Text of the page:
James “Jim” Rice

July 13, 1923November 29, 2018

James “Jim” Rice, passed away in Clermont, FL on November 29, 2018, at the age of 95. Jim was born July 13, 1923, the youngest of eight children, and as the baby of the family, some might say he enjoyed living up to that role until his death!  He always enjoyed being the center of attention but it was because he lived out the axiom touted by long ago radio and movie star Will Rogers who said “I’ve never met a stranger.”   As a young boy, he was a boys’ boy and loved playing in the woods with his many friends who lived in Fairfax Al. They shot guns, hunted, and fished, sometimes taking the game home to family, but just as often frying their prizes in lard cans alongside the creek bank and feasting on their bounty. In his writings, it’s clear that there was never a risk that he would not take.   When he was a young boy, his father died and Jim was left to be the man of the house. He worked multiple paper routes and later had all the paper carriers in the Valley, AL area reporting to him. Later, to help the family survive, he bluffed his way into a position to run a cotton mill loom by himself after learning what he needed to know in just one weekend how to run the shuttle. 

While working at the mill during World War II, he watched as all of his friends went off to war and asked why he wasn’t being called up. He was told he had a deferment, which, if you knew Jim, made him mad.  He quit his job and joined the Army. After basic and special combat medic training in Texas, he was on his way to embark for Europe but he jumped the train s it passed through his hometown because his Mom had told him she had saved up her sugar rations and made him a lemon pie. After eating the pie and hugging his Mom, he took the next troop train to New Jersey to embark.  Reporting in a day later than on his orders, he informed the officer in charge that he just had to have that pie his Momma made.  This was the first of at least a couple of times he could probably have been facing courts martial, but it helps to illustrate his force of will and sets the tone for the later challenges he was to face in the War and his life.

Off he went to World War II. He and his combat medic unit were first assigned to one of the Airborn glider units being prepared for the invasion of Europe. His unit was pulled at the last minute from the glider unit, being assigned instead to a unit designated for the Normandy invasion, day 3 on Omaha Beach. That is when he experienced his first migraine headache, a condition which plagued him for the next 45 years. Although quite ill with headaches the entire time he was in the field, he kept going. At one point an officer carried his pack because he was so sick.   After Normandy, he fought in France. He shared the story of caring for a fellow who had phosphorus burns. There was nothing Jim could do for him because they were out of the gel needed to neutralize the phosphorus. He held the soldier’s as the phosphorus burned through his body, leading slowly to his death. Jim was amazed that this man did not cry out in pain, hardly even groaning, except to ask Jim to tell his wife that he loved her, which Jim did. Jim rarely cried, but when telling his own son, Randy, for the first time almost 40 years after the event about this young, brave soldier his body shook with the grief he still felt.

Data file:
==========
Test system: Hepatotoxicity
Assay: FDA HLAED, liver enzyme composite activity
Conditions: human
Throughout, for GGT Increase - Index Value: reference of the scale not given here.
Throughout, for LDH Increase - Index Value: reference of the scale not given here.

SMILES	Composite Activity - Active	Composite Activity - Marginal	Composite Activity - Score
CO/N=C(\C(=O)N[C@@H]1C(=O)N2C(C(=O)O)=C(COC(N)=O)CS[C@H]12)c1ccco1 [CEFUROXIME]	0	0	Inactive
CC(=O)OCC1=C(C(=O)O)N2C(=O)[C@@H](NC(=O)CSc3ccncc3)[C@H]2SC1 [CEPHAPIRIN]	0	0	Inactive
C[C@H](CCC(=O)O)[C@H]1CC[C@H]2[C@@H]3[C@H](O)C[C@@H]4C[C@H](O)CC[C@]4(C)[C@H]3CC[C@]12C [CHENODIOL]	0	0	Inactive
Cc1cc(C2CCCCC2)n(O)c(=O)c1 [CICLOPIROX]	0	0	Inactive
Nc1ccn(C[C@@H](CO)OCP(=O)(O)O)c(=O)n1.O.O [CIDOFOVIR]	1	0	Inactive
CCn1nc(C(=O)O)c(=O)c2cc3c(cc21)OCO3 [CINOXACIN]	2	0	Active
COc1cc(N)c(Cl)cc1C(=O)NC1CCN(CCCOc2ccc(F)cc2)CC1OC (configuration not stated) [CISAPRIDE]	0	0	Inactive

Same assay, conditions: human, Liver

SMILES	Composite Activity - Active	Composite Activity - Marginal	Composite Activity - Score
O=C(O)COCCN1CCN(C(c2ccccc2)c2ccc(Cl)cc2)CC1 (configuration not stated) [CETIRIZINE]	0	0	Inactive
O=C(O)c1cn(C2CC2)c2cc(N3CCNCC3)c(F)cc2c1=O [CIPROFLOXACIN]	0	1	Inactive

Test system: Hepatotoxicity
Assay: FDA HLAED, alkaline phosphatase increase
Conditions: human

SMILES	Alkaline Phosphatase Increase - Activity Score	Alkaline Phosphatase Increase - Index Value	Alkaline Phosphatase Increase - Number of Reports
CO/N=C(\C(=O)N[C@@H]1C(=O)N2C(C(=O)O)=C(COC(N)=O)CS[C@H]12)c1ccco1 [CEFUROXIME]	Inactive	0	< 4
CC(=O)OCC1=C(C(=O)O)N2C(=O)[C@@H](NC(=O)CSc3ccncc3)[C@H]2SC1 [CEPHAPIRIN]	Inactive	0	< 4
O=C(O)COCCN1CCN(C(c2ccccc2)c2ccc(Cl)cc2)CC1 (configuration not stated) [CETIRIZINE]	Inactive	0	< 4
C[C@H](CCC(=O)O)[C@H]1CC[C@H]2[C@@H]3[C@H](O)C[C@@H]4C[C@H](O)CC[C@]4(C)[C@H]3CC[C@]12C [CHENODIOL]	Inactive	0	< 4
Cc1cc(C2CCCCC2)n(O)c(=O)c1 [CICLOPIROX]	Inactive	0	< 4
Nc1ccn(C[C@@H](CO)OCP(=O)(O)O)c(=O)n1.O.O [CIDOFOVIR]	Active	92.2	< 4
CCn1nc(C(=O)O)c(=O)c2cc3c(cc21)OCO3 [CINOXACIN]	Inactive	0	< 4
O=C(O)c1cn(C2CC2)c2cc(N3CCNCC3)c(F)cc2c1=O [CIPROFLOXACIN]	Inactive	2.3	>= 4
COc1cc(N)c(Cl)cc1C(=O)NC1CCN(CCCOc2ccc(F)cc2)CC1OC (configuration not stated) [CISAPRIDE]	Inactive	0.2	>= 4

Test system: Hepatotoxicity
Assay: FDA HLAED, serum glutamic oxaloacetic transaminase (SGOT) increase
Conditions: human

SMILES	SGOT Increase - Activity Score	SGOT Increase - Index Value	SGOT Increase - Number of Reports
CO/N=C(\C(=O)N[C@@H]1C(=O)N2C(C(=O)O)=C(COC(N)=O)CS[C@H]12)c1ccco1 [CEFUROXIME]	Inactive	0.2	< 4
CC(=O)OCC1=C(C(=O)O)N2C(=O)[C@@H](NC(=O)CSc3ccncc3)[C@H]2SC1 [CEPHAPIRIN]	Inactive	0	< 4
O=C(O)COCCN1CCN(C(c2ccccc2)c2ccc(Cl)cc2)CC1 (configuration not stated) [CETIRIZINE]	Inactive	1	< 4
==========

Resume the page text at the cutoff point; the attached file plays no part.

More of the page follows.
When fighting in the Battle of the Bulge, his unit was being surrounded by the Germans.  Jim volunteered to stay behind with the wounded while the able bodied effected their escape. Considering it his duty, and fully expecting that capture meant certain death because the Germans were known to be killing those captured in battle at that time, he never flinched. Fortunately for him and his future family, Patton’s troops broke through and turned back the German advance.  We know that God had honored his mother’s fervent prayers for him.